Impostor phenomenon and mental health: The influence of racial discrimination and gender

J Couns Psychol. 2017 Mar;64(2):155-166. doi: 10.1037/cou0000197. Epub 2017 Feb 9.


The impostor phenomenon (IP), or feelings of intellectual incompetence, reflects a maladaptive set of cognitions, which pose a significant psychological risk for African American emerging adults. In light of recent evidence suggesting that personal and sociocultural factors may influence the association between IP and psychological adjustment, this study used 2 waves of data to examine the extent to which gender and racial discrimination moderated the association between IP and indices of mental health among 157 African American college students (69% women; mean age = 18.30) attending a predominantly White institution. Analyses revealed that young African American women reporting higher frequencies of racial discrimination and women reporting lower levels of distress resulting from racial discrimination were most vulnerable to negative mental health outcomes, particularly at higher levels of IP. These findings suggest that IP may interact with gender and racial discrimination experiences to influence mental health outcomes. We discuss how these findings can be utilized to inform treatment of African American emerging adults experiencing IP and the importance of considering how gender and discrimination may intersect to exacerbate feelings of intellectual incompetence. (PsycINFO Database Record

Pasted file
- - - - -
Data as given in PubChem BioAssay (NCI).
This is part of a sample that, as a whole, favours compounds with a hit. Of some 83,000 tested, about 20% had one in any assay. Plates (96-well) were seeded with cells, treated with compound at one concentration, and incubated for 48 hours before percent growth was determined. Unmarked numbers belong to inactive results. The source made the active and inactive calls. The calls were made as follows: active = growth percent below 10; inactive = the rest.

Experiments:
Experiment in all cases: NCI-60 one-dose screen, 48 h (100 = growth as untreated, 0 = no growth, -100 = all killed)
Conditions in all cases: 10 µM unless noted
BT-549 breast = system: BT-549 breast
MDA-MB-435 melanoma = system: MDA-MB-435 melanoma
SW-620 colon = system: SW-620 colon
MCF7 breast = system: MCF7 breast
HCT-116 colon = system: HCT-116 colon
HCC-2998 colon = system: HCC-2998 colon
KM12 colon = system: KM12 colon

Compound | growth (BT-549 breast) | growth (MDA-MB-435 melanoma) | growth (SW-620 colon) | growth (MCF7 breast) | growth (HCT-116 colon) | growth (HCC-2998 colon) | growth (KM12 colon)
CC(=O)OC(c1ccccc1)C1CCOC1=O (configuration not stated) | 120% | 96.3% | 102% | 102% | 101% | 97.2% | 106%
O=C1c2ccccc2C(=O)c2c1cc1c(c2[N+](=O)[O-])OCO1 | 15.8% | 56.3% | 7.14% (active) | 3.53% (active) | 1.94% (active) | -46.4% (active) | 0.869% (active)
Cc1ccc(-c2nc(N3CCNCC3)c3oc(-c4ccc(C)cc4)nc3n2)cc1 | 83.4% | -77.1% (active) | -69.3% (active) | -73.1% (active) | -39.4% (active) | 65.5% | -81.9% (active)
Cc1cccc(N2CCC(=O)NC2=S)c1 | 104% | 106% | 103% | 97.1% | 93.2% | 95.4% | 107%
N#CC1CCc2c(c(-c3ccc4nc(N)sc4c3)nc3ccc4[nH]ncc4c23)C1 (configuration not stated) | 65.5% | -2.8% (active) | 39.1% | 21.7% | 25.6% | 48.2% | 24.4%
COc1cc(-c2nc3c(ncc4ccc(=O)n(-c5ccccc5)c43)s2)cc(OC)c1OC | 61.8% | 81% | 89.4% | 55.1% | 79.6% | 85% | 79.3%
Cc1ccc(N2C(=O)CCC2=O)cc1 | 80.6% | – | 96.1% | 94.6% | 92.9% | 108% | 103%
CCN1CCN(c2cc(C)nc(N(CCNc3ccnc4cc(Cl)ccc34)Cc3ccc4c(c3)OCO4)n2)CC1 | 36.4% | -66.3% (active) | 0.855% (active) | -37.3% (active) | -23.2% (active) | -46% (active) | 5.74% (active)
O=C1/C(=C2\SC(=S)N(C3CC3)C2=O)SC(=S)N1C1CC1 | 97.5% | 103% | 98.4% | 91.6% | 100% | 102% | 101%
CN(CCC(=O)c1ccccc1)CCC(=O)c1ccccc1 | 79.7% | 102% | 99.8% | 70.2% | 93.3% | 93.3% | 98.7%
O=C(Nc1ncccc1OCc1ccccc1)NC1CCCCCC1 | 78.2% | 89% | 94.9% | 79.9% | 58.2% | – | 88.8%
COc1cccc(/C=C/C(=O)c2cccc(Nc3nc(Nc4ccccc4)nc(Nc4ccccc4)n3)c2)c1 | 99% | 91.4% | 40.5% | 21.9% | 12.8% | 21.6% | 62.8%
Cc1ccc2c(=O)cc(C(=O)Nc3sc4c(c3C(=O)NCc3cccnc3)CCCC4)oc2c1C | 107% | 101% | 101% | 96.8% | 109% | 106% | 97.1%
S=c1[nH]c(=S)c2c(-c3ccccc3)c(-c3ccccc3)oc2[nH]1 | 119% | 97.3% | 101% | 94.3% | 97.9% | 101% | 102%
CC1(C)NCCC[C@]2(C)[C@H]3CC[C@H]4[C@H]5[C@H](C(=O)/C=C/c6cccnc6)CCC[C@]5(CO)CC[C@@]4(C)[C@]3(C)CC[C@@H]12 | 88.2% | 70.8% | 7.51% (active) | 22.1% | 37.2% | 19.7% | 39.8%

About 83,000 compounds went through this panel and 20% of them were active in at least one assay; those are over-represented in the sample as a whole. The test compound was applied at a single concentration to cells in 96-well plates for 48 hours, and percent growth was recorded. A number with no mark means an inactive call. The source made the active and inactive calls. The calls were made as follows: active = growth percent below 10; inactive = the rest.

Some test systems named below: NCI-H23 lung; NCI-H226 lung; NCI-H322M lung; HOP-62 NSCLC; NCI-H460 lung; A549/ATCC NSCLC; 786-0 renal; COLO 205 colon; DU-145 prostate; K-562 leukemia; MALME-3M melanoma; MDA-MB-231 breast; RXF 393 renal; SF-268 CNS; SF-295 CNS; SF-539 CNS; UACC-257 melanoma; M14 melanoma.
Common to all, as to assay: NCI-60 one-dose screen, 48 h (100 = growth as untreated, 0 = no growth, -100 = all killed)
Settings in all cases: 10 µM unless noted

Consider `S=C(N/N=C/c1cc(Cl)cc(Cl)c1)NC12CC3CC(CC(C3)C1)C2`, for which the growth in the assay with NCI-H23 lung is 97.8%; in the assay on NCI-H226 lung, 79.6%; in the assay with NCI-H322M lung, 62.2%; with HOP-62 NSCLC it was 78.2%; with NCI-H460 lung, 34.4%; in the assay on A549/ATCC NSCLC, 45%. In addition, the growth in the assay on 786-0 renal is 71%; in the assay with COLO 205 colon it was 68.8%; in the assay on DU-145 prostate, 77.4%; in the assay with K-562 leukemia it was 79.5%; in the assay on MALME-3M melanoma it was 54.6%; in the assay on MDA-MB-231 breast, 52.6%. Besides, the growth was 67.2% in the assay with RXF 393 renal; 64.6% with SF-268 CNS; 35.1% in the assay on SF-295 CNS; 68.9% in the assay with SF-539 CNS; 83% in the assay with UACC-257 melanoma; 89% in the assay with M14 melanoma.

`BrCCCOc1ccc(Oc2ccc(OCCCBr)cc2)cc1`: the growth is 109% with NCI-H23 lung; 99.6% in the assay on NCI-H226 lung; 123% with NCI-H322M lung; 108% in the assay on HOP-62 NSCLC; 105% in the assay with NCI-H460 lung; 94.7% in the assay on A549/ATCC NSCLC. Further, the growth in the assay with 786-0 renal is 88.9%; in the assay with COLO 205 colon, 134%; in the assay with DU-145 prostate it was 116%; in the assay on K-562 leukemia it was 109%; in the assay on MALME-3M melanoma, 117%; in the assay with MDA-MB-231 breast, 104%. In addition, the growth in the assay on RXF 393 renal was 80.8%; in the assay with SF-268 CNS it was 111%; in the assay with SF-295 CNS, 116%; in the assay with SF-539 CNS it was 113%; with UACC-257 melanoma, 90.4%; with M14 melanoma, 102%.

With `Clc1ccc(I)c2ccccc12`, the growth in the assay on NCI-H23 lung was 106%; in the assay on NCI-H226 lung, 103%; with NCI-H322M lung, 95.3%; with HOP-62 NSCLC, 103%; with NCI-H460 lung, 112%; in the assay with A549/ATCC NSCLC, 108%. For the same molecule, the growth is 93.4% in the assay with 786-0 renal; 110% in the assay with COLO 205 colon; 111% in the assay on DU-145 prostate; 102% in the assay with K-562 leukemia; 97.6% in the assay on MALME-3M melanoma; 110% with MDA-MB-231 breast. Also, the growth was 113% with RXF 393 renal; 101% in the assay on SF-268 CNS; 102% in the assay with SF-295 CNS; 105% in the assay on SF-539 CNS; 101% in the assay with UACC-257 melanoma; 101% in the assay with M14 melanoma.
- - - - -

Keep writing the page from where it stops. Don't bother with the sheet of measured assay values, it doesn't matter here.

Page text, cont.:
MeSH terms

  • Achievement*
  • Adaptation, Psychological
  • Adolescent
  • African Americans / psychology*
  • Female
  • Humans
  • Longitudinal Studies
  • Male
  • Mental Disorders / ethnology*
  • Mental Disorders / psychology*
  • Racism / ethnology*
  • Racism / psychology*
  • Self Concept*
  • Self Report
  • Sex Factors
  • Social Perception
  • Southeastern United States
  • Stress, Psychological / complications
  • Stress, Psychological / ethnology
  • Stress, Psychological / psychology
  • Students / psychology*
  • Surveys and Questionnaires
  • Young Adult